While many of the studies seeking to establish a correlation between using library resources and services and student success are conducted at four-year universities, there is research being conducted in community colleges, as well. Librarians at Glendale Community College are doing amazing work studying the longitudinal impact of library instruction on student success. They've found that both components of their information competency program, library workshops and library courses, result in statistically significant short-term and long-term gains, including persistence, higher semester and cumulative GPAs, and number of completed units.
So what can you do right now to support student success at your institution? Here are a few outreach strategies I’ve tried with the goal of advancing student success at my college:
1. Get involved with campus-wide student success initiatives
Chances are good that if your college is discussing student success, there are formal initiatives in place to increase retention, persistence, and completion. At my college, the centerpiece of our initiative are our Student Success Courses. There are two iterations: a college preparatory-level course titled College Student Success and listed in the catalog as GUST 0305 (Guided Studies), and an interdisciplinary course titled Learning Frameworks and cross-listed in the catalog as EDUC/PSYC 1300. While only instructors credentialed in either education or psychology may teach the latter, anyone with at least a bachelor’s degree and has completed a 3-day training workshop is eligible to teach GUST 0305.
If you have any sort of formal student success classes on your campus, get involved! Next fall will be my seventh semester teaching a GUST 0305 section, and it is a valuable opportunity to understand first-hand the kinds of educational, financial, and social barriers to success our students face.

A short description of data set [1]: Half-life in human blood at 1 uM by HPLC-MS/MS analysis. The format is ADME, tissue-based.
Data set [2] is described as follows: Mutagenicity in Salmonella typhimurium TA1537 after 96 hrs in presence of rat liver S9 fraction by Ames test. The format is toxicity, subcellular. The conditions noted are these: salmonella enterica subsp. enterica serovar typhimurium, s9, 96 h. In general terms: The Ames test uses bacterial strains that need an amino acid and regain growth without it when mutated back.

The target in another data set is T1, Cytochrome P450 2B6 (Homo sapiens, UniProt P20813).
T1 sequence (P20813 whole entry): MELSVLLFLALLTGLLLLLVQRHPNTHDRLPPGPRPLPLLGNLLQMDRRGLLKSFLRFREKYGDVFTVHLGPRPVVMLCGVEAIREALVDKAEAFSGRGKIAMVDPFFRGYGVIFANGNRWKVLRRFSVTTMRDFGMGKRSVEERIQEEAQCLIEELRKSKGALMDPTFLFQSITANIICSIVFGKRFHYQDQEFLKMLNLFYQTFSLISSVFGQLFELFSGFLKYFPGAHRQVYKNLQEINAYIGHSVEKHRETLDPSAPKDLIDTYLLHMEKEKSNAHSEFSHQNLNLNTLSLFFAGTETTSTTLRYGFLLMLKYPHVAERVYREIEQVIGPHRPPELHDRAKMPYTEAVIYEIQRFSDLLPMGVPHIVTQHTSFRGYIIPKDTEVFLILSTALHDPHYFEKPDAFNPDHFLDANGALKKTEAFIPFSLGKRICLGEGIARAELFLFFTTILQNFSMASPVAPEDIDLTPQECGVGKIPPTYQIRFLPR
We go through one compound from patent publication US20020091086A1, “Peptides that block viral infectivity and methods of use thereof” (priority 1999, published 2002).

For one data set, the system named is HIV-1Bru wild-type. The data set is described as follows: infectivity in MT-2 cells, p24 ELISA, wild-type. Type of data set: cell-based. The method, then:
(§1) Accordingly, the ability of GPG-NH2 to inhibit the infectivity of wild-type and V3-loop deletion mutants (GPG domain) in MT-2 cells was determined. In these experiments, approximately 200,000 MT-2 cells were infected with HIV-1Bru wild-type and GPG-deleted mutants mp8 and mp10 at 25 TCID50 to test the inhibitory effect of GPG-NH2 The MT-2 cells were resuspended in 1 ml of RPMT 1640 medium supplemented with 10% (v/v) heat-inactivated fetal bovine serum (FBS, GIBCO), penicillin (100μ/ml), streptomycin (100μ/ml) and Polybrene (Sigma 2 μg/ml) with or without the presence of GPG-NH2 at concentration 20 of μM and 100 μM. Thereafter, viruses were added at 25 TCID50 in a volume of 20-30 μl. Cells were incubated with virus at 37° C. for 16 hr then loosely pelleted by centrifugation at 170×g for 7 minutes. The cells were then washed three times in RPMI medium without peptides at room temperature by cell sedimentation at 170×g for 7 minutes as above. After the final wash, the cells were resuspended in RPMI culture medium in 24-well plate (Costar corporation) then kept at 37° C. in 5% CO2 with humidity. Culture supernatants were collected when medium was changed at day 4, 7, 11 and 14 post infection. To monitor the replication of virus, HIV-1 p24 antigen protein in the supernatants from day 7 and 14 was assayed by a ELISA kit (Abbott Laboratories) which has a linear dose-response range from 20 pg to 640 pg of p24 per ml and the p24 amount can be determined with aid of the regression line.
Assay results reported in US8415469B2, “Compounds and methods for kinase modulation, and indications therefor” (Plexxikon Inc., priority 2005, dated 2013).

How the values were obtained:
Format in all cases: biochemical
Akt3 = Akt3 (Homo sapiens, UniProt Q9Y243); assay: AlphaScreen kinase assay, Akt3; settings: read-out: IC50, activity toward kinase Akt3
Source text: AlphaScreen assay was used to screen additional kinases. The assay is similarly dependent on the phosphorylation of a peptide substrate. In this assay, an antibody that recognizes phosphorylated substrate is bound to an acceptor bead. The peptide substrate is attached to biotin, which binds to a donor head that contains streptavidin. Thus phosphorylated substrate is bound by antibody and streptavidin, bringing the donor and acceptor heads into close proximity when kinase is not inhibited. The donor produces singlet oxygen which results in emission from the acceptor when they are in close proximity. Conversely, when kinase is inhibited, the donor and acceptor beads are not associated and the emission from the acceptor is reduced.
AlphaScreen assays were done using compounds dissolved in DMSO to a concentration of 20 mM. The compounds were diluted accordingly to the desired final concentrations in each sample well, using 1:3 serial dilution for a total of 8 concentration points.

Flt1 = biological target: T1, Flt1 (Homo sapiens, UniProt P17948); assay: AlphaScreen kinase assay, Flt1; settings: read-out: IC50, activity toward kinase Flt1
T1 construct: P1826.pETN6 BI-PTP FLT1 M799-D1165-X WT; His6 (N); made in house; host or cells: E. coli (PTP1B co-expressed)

If you aren’t able to teach a student success class yourself, lobby to make library orientation or a one-shot session a required part of the course. Our GUST 0305 course requires instructors to schedule 3 or 4 class periods (“points of contact”) for students to work with First Year Experience, Career Counseling, Advising, and Financial Aid staff. Unfortunately, I was unsuccessful in persuading the department chair to include library orientation as a required “point of contact.” However, by leveraging my own experience teaching the course and networking with other instructors, a majority of GUST 0305 instructors voluntarily schedule a class with a librarian.
2. Liaise with First Year Experience
The First Year Experience (FYE) program is ground zero for our student success initiatives, managing mandatory student orientations and a retention calling program. If you have a similar program or office at your college, set up a meeting to discuss areas in which FYE and library staff can collaborate. I’m very lucky to work with an enthusiastic FYE director, and some of the projects we’ve worked on in the last year include: